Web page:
Inpatriates: On the Term and Academic Findings

Our_Jour_1Although both practitioners and academics in the field of global mobility are well used to the term expatriate, the term inpatriate is still in need of further presentation. Indeed, the latter is far less used in publications, and even Microsoft Word is still underlining it as an unknown or incorrectly spelled word :).

As such, today’s blog post is about inpatriates: the term itself and relevant academic findings.

When previously touching upon the topic in one of my blog posts, I brought up the definitions and differences between expatriates and inpatriates. In the general use of the term, expatriate usually refers to the total population of international assignees; however, when trying to differentiate between separate groups of assignees, we may use the narrower meaning of the term. In a narrow sense, an expatriate is an employee, who relocates from company headquarters (HQ) to a foreign subsidiary and shares the same nationality with HQ. For example, a German national relocating from the head office of Volkswagen to its subsidiary in Sweden is an expatriate. In this regard, the literature often refers more specifically to parent-country expatriates. In contrast, an inpatriate would be the Swedish national, who would move from the Volkswagen subsidiary in Sweden to its HQ in Germany. Thus, an inpatriate is an employee of the same nationality as the respective subsidiary, who relocates to the company’s HQ. So a principal difference between expatriate and inpatriate is the assignment direction.

 

Why would it be important to differentiate expats from inpats?

Based on my own research, I would argue that it is important because of the different nature of the assignment environment that these groups operate in.

For example, moving from the company’s HQ to one of its subsidiaries, an expatriate is likely to be perceived by the host nationals to have higher status and power compared to  the inpatriate, who comes from subsidiary to the HQ, especially if the subsidiary is less strategic to the MNC operation. Indeed, given the highly spread ethnocentric attitudes among HQ staff, inpatriates can be viewed as less credible and valuable in their assignment role, which can be quite critical factor for assignment success. Similarly, inpatriates not only have to respond to acculturation pressures due to moving between national cultures but also need to be socialized into the MNC’s HQ corporate culture. Indeed, learning the HQ corporate culture is an important motive for inpatriation. Expatriates, in contrast, often impose elements of the HQ corporate culture upon the subsidiary they are sent to (see Reiche, Kraimer, & Harzing, 2009).

My large-scale survey (2011) on inpatriates demonstrated that one of their main roles is to serve as linking pins between HQ and subsidiaries by the means of knowledge transfer and sharing. Quite commonly, inpatriates may come to HQ with the aim of gaining knowledge about corporate culture, procedures, best practices and certain strategies that need to be transferred to their subsidiary. At the same time, I believe that every success-oriented multinational corporation is also interested in gaining knowledge from subsidiaries, either to better localize the business there, to satisfy the needs of local stakeholders, or to look for best practices abroad. As such, knowledge flow among HQ staff and inpatriates should, and does occur in both directions.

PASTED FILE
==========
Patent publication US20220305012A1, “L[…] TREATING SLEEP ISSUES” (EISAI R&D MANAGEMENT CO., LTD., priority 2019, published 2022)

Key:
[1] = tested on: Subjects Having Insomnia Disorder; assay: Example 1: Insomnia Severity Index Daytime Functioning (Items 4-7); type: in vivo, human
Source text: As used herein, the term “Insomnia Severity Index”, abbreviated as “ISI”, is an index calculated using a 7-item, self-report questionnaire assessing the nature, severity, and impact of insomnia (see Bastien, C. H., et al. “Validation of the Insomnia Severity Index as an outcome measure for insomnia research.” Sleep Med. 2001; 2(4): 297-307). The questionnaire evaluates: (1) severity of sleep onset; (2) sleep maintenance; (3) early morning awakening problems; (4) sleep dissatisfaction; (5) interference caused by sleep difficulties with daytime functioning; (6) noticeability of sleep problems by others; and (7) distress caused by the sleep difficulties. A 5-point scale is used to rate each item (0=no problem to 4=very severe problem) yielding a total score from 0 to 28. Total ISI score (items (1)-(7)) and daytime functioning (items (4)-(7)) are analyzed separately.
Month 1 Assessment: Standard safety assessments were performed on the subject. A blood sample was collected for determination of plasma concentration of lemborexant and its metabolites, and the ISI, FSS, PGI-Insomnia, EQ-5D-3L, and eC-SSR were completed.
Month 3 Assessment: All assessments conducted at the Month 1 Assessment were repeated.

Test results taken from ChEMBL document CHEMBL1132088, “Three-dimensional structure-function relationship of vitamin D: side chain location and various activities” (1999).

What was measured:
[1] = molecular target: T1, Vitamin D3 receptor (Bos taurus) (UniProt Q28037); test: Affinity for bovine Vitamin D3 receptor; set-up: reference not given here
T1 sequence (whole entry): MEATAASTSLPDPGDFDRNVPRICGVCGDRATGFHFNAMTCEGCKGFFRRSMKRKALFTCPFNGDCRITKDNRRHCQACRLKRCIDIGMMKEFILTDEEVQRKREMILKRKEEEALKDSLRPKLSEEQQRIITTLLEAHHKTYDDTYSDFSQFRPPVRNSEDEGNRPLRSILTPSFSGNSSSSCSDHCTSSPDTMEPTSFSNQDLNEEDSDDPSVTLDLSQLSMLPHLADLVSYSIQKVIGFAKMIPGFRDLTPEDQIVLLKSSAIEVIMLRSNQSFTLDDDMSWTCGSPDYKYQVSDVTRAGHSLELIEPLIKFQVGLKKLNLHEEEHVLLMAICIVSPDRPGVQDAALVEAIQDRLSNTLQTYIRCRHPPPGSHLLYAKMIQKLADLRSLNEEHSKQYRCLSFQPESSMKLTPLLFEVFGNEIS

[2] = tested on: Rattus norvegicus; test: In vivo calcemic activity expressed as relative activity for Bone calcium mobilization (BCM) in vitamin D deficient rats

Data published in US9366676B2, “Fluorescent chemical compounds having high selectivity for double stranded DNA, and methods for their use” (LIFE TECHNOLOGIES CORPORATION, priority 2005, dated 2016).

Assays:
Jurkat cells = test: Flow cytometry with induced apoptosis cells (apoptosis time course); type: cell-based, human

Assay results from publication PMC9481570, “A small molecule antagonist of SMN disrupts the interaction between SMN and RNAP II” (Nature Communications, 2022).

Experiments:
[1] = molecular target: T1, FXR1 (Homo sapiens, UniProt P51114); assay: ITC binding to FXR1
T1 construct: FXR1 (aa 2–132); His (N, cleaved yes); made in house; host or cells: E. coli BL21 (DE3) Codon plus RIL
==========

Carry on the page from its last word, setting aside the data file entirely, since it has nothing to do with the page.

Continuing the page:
My studies of subsidiary staff relocated to the HQ of multinationals reveal that for this knowledge flow to work, both the individual inpatriate and the HQ staff members should have the ability and motivation to build social ties, and reveal/accept information. Therefore, the empirical evidence suggests that multinationals that wish to obtain any benefits from inpatriate assignments should provide organizational support to the assignee by involving HQ staff in the inpatriation process, and providing career and repatriation support to the inpatriate.

Further reading: 

Harvey, M., & Buckley, M. R. (1997). Managing Inpatriates: Building a Global Core Competency. Journal of World Business, 32(1), 35-52.

Reiche, B. S. (2006). The Inpatriate Experience in Multinational Corporations: An Exploratory Case Study in Germany. International Journal of Human Resource Management, 17(9), 1572-1590.

Reiche, B. S. (2011). Knowledge Transfer in Multinationals: The Role of Inpatriates’ Boundary Spanning. Human Resource Management, 50(3), 365-389.

Reiche, B. S. (2012). Knowledge Benefits of Social Capital upon Repatriation: A Longitudinal Study of International Assignees. Journal of Management Studies, 49(6), 1052-1077.

Reiche, B. S., Kraimer, M. L., & Harzing, A.-W. (2009). Inpatriates as Agents of Cross-Unit Knowledge Flows in Multinational Corporations. In P. Sparrow (Ed.), Handbook of International Human Resource Management: Integrating People, Process, and Context (pp. 151-170). Oxford: Wiley-Blackwell.

3 thoughts on “Inpatriates: On the Term and Academic Findings

  1. Do you have any experience/research into how inpats fare when they return to their home country? With the caveats your research into inpats show, my take is that it would be a waste to transfer knowledge to an impat unless the organization had some plan for utilizing this knowledge transfer. Hence, the return confusion that is often seen after an expat assignment might differ.
    Add to this that an impat is located at the focus of power unlike many expats who are “out of sight, out of mind” and the experience could be a better opportunity. Pulling in the opposite direction is naturally the little fish in the big pond problem you mention.

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